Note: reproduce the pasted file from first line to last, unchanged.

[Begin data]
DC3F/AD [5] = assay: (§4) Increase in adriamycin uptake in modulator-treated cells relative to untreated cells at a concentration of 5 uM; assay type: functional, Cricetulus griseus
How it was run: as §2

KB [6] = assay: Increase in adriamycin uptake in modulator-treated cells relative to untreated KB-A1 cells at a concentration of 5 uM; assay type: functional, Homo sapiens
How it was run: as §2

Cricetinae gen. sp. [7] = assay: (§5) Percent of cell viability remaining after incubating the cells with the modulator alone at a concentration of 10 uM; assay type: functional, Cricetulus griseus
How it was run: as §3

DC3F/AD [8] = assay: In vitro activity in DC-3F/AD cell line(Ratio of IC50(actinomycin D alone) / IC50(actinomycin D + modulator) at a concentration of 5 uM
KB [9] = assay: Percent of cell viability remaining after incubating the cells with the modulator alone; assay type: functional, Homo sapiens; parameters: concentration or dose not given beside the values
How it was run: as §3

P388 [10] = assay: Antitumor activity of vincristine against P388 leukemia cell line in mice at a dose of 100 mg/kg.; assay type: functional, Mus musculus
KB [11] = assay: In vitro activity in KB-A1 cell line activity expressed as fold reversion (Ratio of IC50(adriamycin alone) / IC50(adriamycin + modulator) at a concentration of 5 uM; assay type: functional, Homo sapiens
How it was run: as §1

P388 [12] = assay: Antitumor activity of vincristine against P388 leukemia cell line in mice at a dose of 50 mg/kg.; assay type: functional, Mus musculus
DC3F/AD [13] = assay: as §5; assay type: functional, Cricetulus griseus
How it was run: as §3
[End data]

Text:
DC3F/AD [5] = assay: (§4) Increase in adriamycin uptake in modulator-treated cells relative to untreated cells at a concentration of 5 uM; assay type: functional, Cricetulus griseus
How it was run: as §2

KB [6] = assay: Increase in adriamycin uptake in modulator-treated cells relative to untreated KB-A1 cells at a concentration of 5 uM; assay type: functional, Homo sapiens
How it was run: as §2

Cricetinae gen. sp. [7] = assay: (§5) Percent of cell viability remaining after incubating the cells with the modulator alone at a concentration of 10 uM; assay type: functional, Cricetulus griseus
How it was run: as §3

DC3F/AD [8] = assay: In vitro activity in DC-3F/AD cell line(Ratio of IC50(actinomycin D alone) / IC50(actinomycin D + modulator) at a concentration of 5 uM
KB [9] = assay: Percent of cell viability remaining after incubating the cells with the modulator alone; assay type: functional, Homo sapiens; parameters: concentration or dose not given beside the values
How it was run: as §3

P388 [10] = assay: Antitumor activity of vincristine against P388 leukemia cell line in mice at a dose of 100 mg/kg.; assay type: functional, Mus musculus
KB [11] = assay: In vitro activity in KB-A1 cell line activity expressed as fold reversion (Ratio of IC50(adriamycin alone) / IC50(adriamycin + modulator) at a concentration of 5 uM; assay type: functional, Homo sapiens
How it was run: as §1

P388 [12] = assay: Antitumor activity of vincristine against P388 leukemia cell line in mice at a dose of 50 mg/kg.; assay type: functional, Mus musculus
DC3F/AD [13] = assay: as §5; assay type: functional, Cricetulus griseus
How it was run: as §3